Oaks Christian Online School

A Christian, Independent, College-preparatory Online School and Founder of the Online Christian Consortium

Taylor Hein
City:
Fruita
State:
Colorado
Country:
USA
Interests/Hobbies:
Soccer, Writing, Film.
Where you are now and what you are doing?:
I am currently attending Chapman University. I will be taking advantage of numerous internship opportunities in the film and television industry this fall. I continue to pursue a career in screenwriting.
How did you grow and what did you learn from being an oco student?:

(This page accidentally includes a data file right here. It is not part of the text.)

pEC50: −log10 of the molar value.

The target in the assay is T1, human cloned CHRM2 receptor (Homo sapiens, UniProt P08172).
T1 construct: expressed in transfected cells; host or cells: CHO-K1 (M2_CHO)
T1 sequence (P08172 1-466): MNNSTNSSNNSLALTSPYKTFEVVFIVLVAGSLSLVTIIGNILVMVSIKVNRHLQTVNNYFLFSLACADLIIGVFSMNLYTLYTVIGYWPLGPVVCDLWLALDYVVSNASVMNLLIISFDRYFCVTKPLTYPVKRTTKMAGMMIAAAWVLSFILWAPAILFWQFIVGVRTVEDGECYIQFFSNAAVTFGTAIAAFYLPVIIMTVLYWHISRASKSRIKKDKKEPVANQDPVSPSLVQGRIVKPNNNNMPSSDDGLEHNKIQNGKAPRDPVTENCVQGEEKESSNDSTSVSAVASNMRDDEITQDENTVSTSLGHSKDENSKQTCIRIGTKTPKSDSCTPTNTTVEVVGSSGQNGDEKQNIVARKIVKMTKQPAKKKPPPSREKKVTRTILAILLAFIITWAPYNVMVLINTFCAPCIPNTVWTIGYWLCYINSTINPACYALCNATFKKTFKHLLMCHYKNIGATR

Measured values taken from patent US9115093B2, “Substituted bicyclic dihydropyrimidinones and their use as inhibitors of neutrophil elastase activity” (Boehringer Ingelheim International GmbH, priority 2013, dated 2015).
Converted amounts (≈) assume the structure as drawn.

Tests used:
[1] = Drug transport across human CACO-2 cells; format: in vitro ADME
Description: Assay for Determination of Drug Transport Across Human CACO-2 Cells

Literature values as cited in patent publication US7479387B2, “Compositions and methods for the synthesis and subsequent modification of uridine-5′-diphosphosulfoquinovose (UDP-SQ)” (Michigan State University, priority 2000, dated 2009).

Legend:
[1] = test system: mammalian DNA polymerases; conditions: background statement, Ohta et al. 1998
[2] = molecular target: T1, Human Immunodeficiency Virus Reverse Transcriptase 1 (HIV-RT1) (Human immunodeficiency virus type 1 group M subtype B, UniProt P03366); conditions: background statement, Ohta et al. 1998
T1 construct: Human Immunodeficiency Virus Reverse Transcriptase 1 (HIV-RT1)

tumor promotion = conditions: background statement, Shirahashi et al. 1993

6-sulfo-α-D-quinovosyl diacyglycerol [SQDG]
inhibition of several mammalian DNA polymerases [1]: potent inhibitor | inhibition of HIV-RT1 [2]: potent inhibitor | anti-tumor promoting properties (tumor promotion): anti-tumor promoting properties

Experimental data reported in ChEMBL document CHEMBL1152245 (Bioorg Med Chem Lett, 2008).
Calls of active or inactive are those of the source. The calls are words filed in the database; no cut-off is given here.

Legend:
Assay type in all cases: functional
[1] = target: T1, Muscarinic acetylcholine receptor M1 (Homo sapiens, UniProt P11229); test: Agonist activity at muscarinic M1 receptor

I grew through both the academic rigor of OCO and the opportunities for spiritual growth cultivated by the courses and the caring faculty. I grew up in a Christian family; I learned about Scripture and theology from a young age. However, at Oaks, I learned that my faith is not transferable. This intimate relationship that we have with Christ as believers cannot be inherited from our parents, but rather it is an independent spiritual journey that we must embark on ourselves. This was my biggest journey and transformative experience throughout my four years at the school. OCO provides students with an incredibly nourishing environment to excel in your studies while being able to develop and explore your faith. Essentially, I excelled academically because I was growing spiritually. The teachers and faculty not only care about your mind, but they are concerned with your heart above all else. I learned about Christ at OCO, but one of the foremost aspects of scholastic success that I have learned from being a student at OCO is how to have an unrelenting work ethic in spite of tempting and easy opportunities to procrastinate. Attending online school requires amazing self-motivation. To bring yourself to sit down at your computer everyday and carry out your coursework with focus and drive was no easy task. So, going into college having mastered this makes me more prepared for the workload and more capable of pursuing challenging academic and spiritual endeavors. I feel completely ready for college, which is a rarity for high schoolers.

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